All three current factory programmes have significant commitment to their programmes though the move back from a three car effort at Le Mans for both Audi and Porsche looks set to continue for some little time yet.
That could leave the door open to Toyota to bolster their efforts next season, TMG have long sought the commitment from the parent company for a third bullet in their gun in June. Many feel that the extraordinary finish for this year’s race that saw Toyota falter on the very final lap, may well have added steel to the resolve of Toyota to finally commit to a third car for 2017.
Beyond the current trio there are others sniffing, but not yet ready to commit.
Most cite the soaring budgets in LMP1 as a reason to take a watching brief.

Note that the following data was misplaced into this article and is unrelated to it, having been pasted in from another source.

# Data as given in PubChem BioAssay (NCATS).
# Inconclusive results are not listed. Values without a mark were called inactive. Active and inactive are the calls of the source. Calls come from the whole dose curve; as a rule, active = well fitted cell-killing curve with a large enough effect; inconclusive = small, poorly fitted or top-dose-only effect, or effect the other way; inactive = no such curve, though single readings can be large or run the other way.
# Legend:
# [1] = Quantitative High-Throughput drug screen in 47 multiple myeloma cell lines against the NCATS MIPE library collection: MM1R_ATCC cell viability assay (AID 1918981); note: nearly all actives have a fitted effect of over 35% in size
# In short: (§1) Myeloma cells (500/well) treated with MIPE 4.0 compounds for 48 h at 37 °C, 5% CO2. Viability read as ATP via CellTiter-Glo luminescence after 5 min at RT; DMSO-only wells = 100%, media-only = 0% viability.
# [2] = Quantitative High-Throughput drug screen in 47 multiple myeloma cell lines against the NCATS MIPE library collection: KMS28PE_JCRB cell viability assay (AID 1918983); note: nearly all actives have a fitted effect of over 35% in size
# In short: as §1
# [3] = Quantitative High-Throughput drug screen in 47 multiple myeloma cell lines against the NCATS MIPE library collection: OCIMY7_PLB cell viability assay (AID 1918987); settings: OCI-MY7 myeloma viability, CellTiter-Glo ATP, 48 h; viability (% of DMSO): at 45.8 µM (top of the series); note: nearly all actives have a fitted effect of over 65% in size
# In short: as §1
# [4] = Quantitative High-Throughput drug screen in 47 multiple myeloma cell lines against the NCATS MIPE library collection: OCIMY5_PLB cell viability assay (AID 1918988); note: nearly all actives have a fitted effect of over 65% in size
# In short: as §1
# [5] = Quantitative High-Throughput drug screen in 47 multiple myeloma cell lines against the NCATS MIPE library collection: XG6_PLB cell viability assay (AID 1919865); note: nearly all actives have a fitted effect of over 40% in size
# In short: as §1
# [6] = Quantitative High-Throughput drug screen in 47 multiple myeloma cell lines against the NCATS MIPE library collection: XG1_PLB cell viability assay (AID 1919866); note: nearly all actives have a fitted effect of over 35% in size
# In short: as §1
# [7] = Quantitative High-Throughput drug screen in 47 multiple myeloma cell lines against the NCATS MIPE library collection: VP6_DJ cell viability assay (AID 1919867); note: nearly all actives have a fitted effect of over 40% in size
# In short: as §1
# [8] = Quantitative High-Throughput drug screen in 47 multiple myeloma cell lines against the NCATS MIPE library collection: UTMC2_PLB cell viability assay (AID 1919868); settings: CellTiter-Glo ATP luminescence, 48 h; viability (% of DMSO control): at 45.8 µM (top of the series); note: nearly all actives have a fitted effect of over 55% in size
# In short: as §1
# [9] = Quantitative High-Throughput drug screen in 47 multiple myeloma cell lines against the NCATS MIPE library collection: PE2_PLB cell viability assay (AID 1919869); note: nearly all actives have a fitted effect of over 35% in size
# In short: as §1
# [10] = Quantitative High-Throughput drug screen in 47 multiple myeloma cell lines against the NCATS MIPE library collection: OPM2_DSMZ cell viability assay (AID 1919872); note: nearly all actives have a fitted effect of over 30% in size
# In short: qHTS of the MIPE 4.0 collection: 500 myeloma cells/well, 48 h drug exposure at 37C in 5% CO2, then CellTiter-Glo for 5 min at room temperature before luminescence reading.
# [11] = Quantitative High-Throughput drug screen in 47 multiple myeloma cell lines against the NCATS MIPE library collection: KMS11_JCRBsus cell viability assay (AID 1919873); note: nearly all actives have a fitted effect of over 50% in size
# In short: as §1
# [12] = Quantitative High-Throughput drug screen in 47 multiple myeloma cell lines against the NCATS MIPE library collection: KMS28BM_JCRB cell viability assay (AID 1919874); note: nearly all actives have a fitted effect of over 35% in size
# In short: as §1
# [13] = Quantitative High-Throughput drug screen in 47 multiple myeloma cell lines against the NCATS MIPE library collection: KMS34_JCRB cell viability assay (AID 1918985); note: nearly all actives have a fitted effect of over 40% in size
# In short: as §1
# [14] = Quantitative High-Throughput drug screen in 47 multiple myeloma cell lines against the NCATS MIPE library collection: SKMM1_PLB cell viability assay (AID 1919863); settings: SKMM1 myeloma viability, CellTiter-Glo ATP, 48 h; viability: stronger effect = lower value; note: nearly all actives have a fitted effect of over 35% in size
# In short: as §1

BMW continue to toy with the prospect of a potential Garage 56 toe in the water ahead of a future LMP1 commitment, Hydrogen fuel cell tech being at the core of the proposal.
That whole programme though was turned down at board level earlier this year, though there is every prospect that it could return with the outstanding corporate questions answered.
Peugeot’s interest is high, hybrid tech is still an attractive lure to the team that oh so nearly contested the very first FIA wEC in 2012 before company finances drop kicked that prospect out of the park.
Peugeot’s willingness to commit at current budget levels is the major barrier, there are loud corporate voices urging caution, but the idea has friends in high places too. Expect a high level lobbying exercise with the ACO on costs.
Add in to the mix interest from Renault, already committed to an F1 programme, but actively evaluating a way into sportscar racing either with an LMP1 Privateer engine programme (using the Cosworth-designed turbo V6 from the Nissan GT-R LM) and even a potential factory LMP1 effort (the 40th anniversary of their Le Mans win looms in 2018!
If Renault do decide to take a closer look, budgets would likely be a major stumbling block there too, but the lobbying power of TWO French OEMs could very well make a major difference in the outlook of the rule makers!